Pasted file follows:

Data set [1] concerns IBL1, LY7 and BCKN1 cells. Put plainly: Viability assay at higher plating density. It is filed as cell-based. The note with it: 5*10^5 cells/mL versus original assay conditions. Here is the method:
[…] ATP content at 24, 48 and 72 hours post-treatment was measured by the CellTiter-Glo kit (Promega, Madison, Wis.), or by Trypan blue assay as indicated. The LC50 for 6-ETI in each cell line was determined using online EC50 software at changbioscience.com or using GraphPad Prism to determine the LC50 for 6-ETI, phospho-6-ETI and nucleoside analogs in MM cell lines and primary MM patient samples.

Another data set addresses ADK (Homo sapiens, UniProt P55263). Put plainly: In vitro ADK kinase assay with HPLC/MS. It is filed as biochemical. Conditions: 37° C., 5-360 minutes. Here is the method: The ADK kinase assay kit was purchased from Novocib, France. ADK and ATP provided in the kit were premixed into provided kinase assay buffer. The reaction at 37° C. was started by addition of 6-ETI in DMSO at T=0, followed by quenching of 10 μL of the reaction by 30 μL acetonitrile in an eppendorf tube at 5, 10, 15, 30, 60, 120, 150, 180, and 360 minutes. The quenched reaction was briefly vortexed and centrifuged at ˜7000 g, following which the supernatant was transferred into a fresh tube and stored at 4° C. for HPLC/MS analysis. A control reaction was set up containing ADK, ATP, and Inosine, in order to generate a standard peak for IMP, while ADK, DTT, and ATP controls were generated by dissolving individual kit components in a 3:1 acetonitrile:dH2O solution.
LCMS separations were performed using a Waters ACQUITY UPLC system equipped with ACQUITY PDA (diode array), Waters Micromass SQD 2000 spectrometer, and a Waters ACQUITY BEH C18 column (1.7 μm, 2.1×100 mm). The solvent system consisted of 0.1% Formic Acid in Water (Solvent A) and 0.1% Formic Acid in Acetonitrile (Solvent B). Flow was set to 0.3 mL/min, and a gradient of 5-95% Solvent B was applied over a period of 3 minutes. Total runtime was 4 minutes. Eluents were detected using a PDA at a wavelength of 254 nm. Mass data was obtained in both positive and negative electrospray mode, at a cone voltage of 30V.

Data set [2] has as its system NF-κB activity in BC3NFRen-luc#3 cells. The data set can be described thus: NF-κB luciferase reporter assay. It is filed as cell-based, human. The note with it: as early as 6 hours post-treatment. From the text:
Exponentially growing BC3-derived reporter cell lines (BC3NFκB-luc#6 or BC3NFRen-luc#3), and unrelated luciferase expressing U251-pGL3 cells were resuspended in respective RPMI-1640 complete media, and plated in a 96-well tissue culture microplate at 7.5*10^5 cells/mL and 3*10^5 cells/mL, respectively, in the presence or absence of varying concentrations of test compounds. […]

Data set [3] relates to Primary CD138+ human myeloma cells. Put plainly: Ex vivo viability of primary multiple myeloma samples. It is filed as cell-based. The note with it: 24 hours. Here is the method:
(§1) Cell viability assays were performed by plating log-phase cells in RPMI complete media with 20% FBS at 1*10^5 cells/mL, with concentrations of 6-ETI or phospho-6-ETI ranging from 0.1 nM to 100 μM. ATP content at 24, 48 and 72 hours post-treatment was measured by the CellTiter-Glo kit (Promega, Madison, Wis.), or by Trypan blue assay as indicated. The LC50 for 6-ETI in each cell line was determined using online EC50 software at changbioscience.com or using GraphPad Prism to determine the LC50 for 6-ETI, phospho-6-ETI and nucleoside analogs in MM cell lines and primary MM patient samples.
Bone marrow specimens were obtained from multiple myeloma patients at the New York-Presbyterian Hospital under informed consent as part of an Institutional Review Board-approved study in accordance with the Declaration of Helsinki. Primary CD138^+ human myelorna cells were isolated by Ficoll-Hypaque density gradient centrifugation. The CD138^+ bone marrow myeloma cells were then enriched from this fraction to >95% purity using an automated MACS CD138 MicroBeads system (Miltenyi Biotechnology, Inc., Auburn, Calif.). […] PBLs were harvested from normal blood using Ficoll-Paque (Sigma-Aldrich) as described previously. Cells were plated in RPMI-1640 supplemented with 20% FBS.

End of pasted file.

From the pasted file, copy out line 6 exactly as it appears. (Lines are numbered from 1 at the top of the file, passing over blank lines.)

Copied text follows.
Exponentially growing BC3-derived reporter cell lines (BC3NFκB-luc#6 or BC3NFRen-luc#3), and unrelated luciferase expressing U251-pGL3 cells were resuspended in respective RPMI-1640 complete media, and plated in a 96-well tissue culture microplate at 7.5*10^5 cells/mL and 3*10^5 cells/mL, respectively, in the presence or absence of varying concentrations of test compounds. […]